TAMPA, Fla. (AP) — New York Mets slugger Pete Alonso returned to his old high school Saturday for a charity event being held just a long home run away from the residence of late New York Yankees owner George Steinbrenner.
It was only natural that a question would come up referencing the big-spending Steinbrenner and Mets owner Steve Cohen, who went on a major shopping spree this offseason.
Asked if he had a sense of what it would've been like to play for the demanding Steinbrenner, Alonso said he didn't know.
“There’s only one way to find out, and that's just to keep watching as it unfolds. I feel like that we’re on the brink of something extremely special and I know we don't just want to win just one, we want to win multiple championshps.”
The Mets haven't won the World Series since 1986.
Alonso grew up and resides in Tampa, and went to the city's Plant High School.
On Saturday, The Alonso Foundation held the inaugural Battle For The Bay, a youth home run derby for boys and girls playing baseball and softball in the greater Tampa area at the school about a half-mile from the Boss' home. Proceeds will be used to refurbishments to local baseball and softball fields.
Entering their third season under Cohen, the Mets signed free-agent ace Justin Verlannder. They also added starting pitchers Kodei Senga and José Quintana, retained center fielder Brandon Nimmo and closer Edwin Díaz, and signed reliever David Robertson.
“Honestly, I didn't really have any input," Alonso said. "I just kind of sat back and just kicked my feet up and just watched. I think that making some additions was awesome. We have a great core of kids. We have great talent, and I feel like we made some really positive additions. So, it’s going to be real exciting.”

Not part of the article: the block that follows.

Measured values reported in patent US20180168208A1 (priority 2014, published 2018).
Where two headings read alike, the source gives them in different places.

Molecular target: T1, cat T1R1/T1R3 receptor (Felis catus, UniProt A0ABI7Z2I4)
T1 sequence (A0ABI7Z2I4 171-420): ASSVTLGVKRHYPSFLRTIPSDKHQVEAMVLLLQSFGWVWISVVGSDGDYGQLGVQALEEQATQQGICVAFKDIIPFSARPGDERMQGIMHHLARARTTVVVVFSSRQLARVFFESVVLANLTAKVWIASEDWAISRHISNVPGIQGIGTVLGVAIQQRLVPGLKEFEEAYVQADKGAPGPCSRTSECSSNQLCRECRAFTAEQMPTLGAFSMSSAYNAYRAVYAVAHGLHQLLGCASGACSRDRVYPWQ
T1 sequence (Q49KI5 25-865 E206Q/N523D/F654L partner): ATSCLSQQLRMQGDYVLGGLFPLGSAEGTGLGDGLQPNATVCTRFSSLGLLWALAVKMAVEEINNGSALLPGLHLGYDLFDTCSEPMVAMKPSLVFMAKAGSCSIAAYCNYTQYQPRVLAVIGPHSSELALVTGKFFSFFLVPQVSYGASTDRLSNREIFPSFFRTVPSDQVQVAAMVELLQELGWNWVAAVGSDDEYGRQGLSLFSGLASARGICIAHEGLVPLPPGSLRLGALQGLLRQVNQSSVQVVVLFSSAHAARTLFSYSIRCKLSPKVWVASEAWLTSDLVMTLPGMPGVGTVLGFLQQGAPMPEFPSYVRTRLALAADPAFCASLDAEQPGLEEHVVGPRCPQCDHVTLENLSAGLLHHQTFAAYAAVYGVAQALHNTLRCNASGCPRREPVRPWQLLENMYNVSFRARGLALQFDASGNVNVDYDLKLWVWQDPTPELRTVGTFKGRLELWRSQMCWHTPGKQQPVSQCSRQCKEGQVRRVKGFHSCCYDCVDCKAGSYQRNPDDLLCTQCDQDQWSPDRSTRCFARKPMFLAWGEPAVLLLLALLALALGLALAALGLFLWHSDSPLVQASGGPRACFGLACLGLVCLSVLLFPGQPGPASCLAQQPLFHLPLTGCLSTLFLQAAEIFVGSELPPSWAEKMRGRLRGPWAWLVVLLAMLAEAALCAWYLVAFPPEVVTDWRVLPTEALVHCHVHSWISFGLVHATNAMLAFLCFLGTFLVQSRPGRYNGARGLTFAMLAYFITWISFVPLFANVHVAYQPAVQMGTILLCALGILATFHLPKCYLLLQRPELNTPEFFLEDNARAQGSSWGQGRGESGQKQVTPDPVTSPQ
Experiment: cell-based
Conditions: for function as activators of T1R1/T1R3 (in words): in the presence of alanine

Verlander, a three-time Cy Young Award winner, joins former Detroit teammate Max Scherzer atop the rotation, and effectively replaces Jacob deGrom, who left New York and agreed to a $185 million, five-year contract with Texas.
“Jake’s a great guy," Alonso said. “He’s a great teammate. It’s unfortunate. That’s just part of the business. Obviously, I’m going to miss having him but Justin Verlander is going to be great. He’s obviously an extremely decorated pitcher, very accomplished."
“Losing Jake, it’s bittersweet because yes, I lose a great teammate, lose a good pal, but again we get another high-caliber pitcher to pitch in our rotation,” the first baseman said.
Alonso also nearly became teammates with Carlos Correa. The star shortstop, however, on Tuesday agreed to a $200 million, six-year contract that keeps him with the Minnesota Twins after failing to complete deals with the Mets and San Francisco Giants.
Correa agreed to a $315 million, 12-year deal with the Mets, but they had concerns like the Giants about his ankle after a Dec. 22 physical and held off finalizing the agreement while attempting to negotiate protections over the next two weeks.
“People would ask like, what’s going on?” Alonso said with a smile. "I don’t know. Me and Steve aren’t talking about it.”
Alonso avoided arbitration on Friday, agreeing to a $14.5 million, one-year deal. He nearly doubled his 2022 contract of $7.4 million, a year in which he tied Yankees slugger Aaron Judge for the major league lead with 131 RBIs.
“Yesterday was really special," Alonso said. “I never thought as a young kid thinking back on it that would be a possibility."
Alonso has been hitting for three weeks and connected on a pair of homers estimated at over 400 feet in a pro home run derby. Other participants included Houston star Kyle Tucker and former sluggers Travis Hafner and Carlos Peña.
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